Is it against the law to use right-hand-drive cars in the PH?

This regulation goes way back
by Robby Consunji | Mar 25, 2017

Question: Is it against the law to drive a right-hand-drive vehicle in the Philippines? Is there a permit that can be secured for this?


Yes, it is. The prohibition is contained in Republic Act No. 8506, entitled "An act banning the registration and operation of vehicles with right-hand steering wheel in any private or public street, road or highway, providing penalties therefore and for other purposes." A violation of this law is punished by imprisonment for a period from two years, four months and one day, up to four years and two months, plus a fine of P50,000.

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Section 1 of the law follows: "It shall be unlawful for any person to import, cause the importation of, register, cause the registration of, use, or operate any vehicle with its steering wheel right-hand side thereof in any highway, street or road, whether private or public or of the national or local government except such vehicles that are acknowledged as vintage automobiles, manufactured before 1960, in showroom condition, and/or are to be utilized exclusively for officially and legally sanctioned motorsports events, and off-road special purpose vehicles."

There is no specific permit under the laws and regulations for the importation, registration, use or operation of a right-hand-drive vehicle on a private or public road. Considering the penal nature of the law, it is best to secure a prior written permit or consent to the exception from every conceivable government agency, such as the DOTC, the LTO, the Department of Finance, the Bureau of Customs, the Department of Justice, and the PNP.

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The basis for the prohibition of right-hand-drive vehicles is found in the Land Transportation and Traffic Code, which mandates that "every person operating a motor vehicle or an animal drawn vehicle on a highway shall pass to the right when meeting persons or vehicles coming toward him, and to the left when overtaking persons or vehicles going the same direction." Simply put, it requires cars to drive on the right side of the road. In order to see oncoming traffic at the earliest opportunity, the driver must be seated on the left side in a left-hand-drive vehicle.

Motorists in the Philippines drove on the left until March 1945. The "keep right" rule was imposed pursuant to Executive Order No. 64 issued by President Osmeña, citing the need to conform with the practice of driving on the right side of the road obtaining in most countries of the world; the economic advantages of lower-priced vehicles imported from the US; and that majority of US Army vehicles used in the Philippines were right-hand-driven, and the drivers thereof were accustomed to driving on the right side of the road.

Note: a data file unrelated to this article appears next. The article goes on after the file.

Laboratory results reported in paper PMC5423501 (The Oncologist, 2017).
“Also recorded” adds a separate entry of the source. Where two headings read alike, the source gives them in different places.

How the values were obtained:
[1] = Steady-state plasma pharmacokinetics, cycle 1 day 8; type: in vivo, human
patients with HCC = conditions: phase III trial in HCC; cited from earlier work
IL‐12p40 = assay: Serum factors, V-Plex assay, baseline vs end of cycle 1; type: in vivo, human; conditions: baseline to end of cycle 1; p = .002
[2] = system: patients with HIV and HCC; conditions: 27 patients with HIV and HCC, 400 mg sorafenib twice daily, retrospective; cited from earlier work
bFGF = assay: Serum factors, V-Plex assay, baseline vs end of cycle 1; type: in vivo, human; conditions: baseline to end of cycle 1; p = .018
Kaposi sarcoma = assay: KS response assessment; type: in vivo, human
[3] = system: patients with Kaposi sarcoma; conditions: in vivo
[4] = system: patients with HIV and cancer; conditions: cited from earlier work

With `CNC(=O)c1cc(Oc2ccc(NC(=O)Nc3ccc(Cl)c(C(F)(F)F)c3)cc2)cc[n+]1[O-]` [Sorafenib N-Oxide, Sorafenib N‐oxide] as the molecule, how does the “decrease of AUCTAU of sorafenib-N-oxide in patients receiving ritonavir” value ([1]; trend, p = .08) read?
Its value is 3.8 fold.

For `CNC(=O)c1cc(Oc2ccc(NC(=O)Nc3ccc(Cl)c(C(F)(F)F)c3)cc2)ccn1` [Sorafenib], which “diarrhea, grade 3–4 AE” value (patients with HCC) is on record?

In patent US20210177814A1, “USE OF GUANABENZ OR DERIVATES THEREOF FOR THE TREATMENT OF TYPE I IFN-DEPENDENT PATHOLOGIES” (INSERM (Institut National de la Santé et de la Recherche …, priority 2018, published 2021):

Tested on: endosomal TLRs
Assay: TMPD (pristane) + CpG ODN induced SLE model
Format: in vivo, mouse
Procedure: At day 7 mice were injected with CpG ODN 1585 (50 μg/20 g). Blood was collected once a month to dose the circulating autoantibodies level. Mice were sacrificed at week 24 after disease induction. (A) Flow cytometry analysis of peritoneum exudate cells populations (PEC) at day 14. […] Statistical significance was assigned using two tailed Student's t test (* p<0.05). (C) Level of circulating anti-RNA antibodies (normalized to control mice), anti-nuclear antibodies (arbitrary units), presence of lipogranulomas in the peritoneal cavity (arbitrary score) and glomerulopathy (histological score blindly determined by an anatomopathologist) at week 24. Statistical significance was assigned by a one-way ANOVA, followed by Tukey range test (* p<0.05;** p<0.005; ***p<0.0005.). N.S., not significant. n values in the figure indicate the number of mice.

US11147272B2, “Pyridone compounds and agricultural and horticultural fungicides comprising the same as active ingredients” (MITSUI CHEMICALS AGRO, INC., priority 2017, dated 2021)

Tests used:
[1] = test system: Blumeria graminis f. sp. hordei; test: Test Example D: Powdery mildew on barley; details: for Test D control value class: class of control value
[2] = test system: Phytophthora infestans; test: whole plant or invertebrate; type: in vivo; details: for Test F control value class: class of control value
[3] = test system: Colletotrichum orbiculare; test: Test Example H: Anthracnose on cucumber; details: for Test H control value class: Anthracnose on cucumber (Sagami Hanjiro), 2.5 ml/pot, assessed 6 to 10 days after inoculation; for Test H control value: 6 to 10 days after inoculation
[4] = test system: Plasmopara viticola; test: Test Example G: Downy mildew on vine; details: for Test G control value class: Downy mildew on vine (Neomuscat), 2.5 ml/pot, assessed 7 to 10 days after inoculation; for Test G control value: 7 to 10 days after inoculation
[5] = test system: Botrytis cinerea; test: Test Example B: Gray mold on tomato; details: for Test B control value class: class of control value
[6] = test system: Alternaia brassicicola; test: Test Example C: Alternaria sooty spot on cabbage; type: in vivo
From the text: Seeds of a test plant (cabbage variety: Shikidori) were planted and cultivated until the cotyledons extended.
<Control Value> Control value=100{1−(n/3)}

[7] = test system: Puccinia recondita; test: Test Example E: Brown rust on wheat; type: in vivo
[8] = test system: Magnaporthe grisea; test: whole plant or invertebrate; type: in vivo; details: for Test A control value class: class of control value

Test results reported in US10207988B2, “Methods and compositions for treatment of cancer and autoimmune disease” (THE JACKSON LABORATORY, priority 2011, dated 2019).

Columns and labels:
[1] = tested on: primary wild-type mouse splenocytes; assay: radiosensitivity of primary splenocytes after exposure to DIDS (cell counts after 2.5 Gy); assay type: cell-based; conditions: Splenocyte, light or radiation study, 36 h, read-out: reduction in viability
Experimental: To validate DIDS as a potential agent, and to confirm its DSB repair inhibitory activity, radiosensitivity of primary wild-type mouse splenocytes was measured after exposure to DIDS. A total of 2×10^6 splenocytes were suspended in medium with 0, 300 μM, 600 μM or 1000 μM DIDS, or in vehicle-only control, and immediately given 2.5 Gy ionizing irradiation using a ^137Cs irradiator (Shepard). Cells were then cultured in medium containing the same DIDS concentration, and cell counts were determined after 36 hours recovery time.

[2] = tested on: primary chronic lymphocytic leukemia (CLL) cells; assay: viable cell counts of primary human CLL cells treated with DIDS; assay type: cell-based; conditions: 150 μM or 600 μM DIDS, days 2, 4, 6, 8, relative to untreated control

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The prohibition contained in RA 8506 is relatively clear on the importation, registration, use and operation of a right-hand-drive vehicle. However, the exceptions to the prohibition can be the subject of varied interpretation because of the use of the conjunction "and/or."

A conservative view will show three exceptions, namely, 1) such vehicles are acknowledged as vintage automobiles, manufactured before 1960, in showroom condition; 2) such vehicles are to be utilized exclusively for officially and legally sanctioned motorsports events; or, 3) such vehicles are off-road special purpose vehicles. The restrictive view, on the other hand, argues that only vintage vehicles may be imported for motorsport events and off-road use. In addition, the law does not provide an exception for brand-new cars, concept cars, and demo units for use in cars shows and launches.

Car collectors will have to deal with the 1960 cut-off year that defines a vintage automobile. RA 8506 was enacted in 1998, and referred to 38-year-old cars at that time (being manufactured in 1960). The law should have avoided stating a year of manufacture and should have declared the age, in number of years, of the "vintage" car in the exception.

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RA 8506 seeks to regulate the use of a right-hand-drive vehicle on private roads. This provision is contrary to the Land Transportation and Traffic Code, which regulates the use of vehicles only on public roads.

As an added measure, the Bureau of Customs issued a memorandum order to enjoin all shipping/air lines and other common carriers from accepting right-hand-drive vehicles and auto parts as cargo destined to any port of entry in the Philippines. A violation shall subject the common carrier to the imposition of applicable penalties. Any such items discovered in any common carrier shall not be unloaded, or, if already unloaded, the same shall be placed under continuous safeguarding until reloaded and re-exported to the country of origin, at the expense of the common carrier.

This memorandum order exceeds the provisions of RA 8506 by regulating and punishing the importation of right-hand-drive auto parts.

These laws and administrative rules will have to be reviewed in the light of proposed RORO connections as part of the integration among Southeast Asian countries. When the right-hand-drive prohibition is deregulated, we can expect to see Filipino overlanders in every corner of the globe.

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Note: This article first appeared in Top Gear Philippines' August 2015 issue.

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